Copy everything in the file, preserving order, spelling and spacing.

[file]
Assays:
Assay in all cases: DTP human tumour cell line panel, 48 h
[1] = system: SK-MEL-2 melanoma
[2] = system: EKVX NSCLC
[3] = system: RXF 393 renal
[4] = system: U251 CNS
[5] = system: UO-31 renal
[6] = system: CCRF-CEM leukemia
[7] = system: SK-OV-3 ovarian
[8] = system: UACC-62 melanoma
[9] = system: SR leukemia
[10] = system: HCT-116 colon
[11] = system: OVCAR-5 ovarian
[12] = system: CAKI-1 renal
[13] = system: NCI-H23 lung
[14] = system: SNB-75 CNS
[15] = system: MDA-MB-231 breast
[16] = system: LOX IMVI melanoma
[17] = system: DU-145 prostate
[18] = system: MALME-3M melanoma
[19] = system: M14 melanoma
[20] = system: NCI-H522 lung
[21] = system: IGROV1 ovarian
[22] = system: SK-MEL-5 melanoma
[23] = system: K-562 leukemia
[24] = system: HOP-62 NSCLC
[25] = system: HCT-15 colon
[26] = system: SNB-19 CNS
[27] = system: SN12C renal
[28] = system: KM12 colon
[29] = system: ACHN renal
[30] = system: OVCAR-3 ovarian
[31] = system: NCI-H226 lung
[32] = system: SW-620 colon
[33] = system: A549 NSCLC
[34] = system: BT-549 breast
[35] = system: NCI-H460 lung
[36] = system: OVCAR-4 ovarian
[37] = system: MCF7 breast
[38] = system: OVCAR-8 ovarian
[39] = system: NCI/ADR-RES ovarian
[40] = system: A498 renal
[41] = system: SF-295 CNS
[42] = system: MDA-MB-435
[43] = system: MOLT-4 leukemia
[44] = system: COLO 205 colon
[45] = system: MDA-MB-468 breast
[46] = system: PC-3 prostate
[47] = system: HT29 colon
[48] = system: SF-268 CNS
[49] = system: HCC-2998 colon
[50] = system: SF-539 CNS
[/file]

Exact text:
Assays:
Assay in all cases: DTP human tumour cell line panel, 48 h
[1] = system: SK-MEL-2 melanoma
[2] = system: EKVX NSCLC
[3] = system: RXF 393 renal
[4] = system: U251 CNS
[5] = system: UO-31 renal
[6] = system: CCRF-CEM leukemia
[7] = system: SK-OV-3 ovarian
[8] = system: UACC-62 melanoma
[9] = system: SR leukemia
[10] = system: HCT-116 colon
[11] = system: OVCAR-5 ovarian
[12] = system: CAKI-1 renal
[13] = system: NCI-H23 lung
[14] = system: SNB-75 CNS
[15] = system: MDA-MB-231 breast
[16] = system: LOX IMVI melanoma
[17] = system: DU-145 prostate
[18] = system: MALME-3M melanoma
[19] = system: M14 melanoma
[20] = system: NCI-H522 lung
[21] = system: IGROV1 ovarian
[22] = system: SK-MEL-5 melanoma
[23] = system: K-562 leukemia
[24] = system: HOP-62 NSCLC
[25] = system: HCT-15 colon
[26] = system: SNB-19 CNS
[27] = system: SN12C renal
[28] = system: KM12 colon
[29] = system: ACHN renal
[30] = system: OVCAR-3 ovarian
[31] = system: NCI-H226 lung
[32] = system: SW-620 colon
[33] = system: A549 NSCLC
[34] = system: BT-549 breast
[35] = system: NCI-H460 lung
[36] = system: OVCAR-4 ovarian
[37] = system: MCF7 breast
[38] = system: OVCAR-8 ovarian
[39] = system: NCI/ADR-RES ovarian
[40] = system: A498 renal
[41] = system: SF-295 CNS
[42] = system: MDA-MB-435
[43] = system: MOLT-4 leukemia
[44] = system: COLO 205 colon
[45] = system: MDA-MB-468 breast
[46] = system: PC-3 prostate
[47] = system: HT29 colon
[48] = system: SF-268 CNS
[49] = system: HCC-2998 colon
[50] = system: SF-539 CNS